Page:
Today’s the last day of March, which means it’s the last day for my March Madness sale. Don’t miss out on your chance to pick up digital editions of these titles for just $2.99 US or equivalent, at Amazon, B&N, All Romance eBooks, Apple iBook and KOBO :
The Last Highlander is a time travel romance and romantic comedy which was originally published under my pseudonym Claire Cross, by Berkley in 1998. I wrote four books for Berkley – two for the Time Passages imprint and two for the Magical Love imprint. The titles were Once Upon a Kiss, The Last Highlander, The Moonstone and Love Potion #9. When I look at them now, I can see that writing these books gave me the opportunity to play with humor more, and to work on balancing comedy and tragedy. I had a lot of fun writing these books. For years, I heard from readers who wanted copies of these books but had no more print copies myself.
Currently, all four of these titles are available in new digital editions as well as new trade paperback print editions.
My original title for The Last Highlander was The Briar and the Rose. It’s still a title I really like, as well as the title of a song by Tom Waits with quite evocative lyrics. Holly Cole recorded a beautiful version of this song, which appears on her album Temptation. To avoid confusion, however, this re-release has the same title as the original printed edition.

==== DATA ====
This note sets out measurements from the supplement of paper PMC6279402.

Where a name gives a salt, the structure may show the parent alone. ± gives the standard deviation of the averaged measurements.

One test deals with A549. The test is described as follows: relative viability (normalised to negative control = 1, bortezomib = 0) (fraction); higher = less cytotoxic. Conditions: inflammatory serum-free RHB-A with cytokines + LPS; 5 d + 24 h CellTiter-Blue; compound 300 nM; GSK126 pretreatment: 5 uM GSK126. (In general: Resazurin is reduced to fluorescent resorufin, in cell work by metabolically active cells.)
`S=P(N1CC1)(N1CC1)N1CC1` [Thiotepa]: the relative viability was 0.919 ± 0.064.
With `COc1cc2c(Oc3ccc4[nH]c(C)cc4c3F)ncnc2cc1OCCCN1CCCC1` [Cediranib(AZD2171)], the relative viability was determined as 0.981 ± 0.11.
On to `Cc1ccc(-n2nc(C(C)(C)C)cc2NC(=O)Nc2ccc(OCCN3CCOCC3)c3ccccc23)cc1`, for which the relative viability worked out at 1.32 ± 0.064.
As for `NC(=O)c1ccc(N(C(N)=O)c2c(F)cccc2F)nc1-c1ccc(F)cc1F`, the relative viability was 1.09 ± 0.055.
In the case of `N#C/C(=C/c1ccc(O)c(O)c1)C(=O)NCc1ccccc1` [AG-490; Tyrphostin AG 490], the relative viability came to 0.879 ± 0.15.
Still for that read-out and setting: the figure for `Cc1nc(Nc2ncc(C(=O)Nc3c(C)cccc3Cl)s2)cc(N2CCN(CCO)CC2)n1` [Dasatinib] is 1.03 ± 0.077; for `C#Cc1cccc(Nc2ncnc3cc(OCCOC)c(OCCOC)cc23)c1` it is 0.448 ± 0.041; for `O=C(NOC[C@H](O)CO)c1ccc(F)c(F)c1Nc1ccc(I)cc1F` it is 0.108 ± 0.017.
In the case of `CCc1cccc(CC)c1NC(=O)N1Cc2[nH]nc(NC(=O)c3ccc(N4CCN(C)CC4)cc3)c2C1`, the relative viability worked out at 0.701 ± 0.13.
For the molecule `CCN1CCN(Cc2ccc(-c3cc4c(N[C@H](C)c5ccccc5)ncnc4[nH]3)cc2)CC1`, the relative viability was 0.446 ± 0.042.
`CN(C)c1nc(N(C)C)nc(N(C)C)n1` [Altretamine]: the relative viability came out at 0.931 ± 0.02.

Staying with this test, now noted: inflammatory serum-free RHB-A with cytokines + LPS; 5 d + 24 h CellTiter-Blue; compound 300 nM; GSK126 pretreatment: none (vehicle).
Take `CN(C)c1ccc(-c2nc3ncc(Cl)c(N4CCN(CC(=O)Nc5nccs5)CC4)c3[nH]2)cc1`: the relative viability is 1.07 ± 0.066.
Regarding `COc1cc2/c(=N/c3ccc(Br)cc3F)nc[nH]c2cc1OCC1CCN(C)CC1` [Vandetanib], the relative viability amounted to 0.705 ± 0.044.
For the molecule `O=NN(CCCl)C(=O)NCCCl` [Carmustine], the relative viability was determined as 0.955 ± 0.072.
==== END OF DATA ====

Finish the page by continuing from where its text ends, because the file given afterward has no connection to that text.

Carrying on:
As with all of my re-releases, I’ve chosen not to revise this book, but to republish it pretty much the way it was published in the first place. Although I’ve learned a few things about storytelling and writing since writing this story, I like the work as it stands. There may be a few typos or exclamation marks missing, but otherwise this edition is very similar to the original mass market edition.
In other news, I’ve returned to Scotland in my books and am happily writing medieval romance again. The Renegade’s Heart, the first book in a new four-book series called The True Love Brides, will be published in May 2012. This new series picks up the story from my Jewels of Kinfairlie series, following four more of the siblings at Kinfairlie as they meet their romantic matches and find their happily-ever-afters. The Renegade’s Heart is Isabella’s story and I’m very excited to have the chance to finally tell her tale. Visit my website for more information about this series and other upcoming releases.
I’ve enjoyed revisiting The Last Highlander, and hope you enjoy reading Alasdair and Morgan’s story, as well.
Until next time, I hope you are well and have plenty of good books to read.
All my best,
I teach a workshop once in a while called the Business of Publishing. (Sometimes it ends up being called the Business of Writing, which isn’t that different.) I taught it again last month at Ottawa RWA. Inevitably, when I prepare for the workshop, I end up updating the market and industry material. I also re-do the exercises in the second portion of the workshop one more time for myself.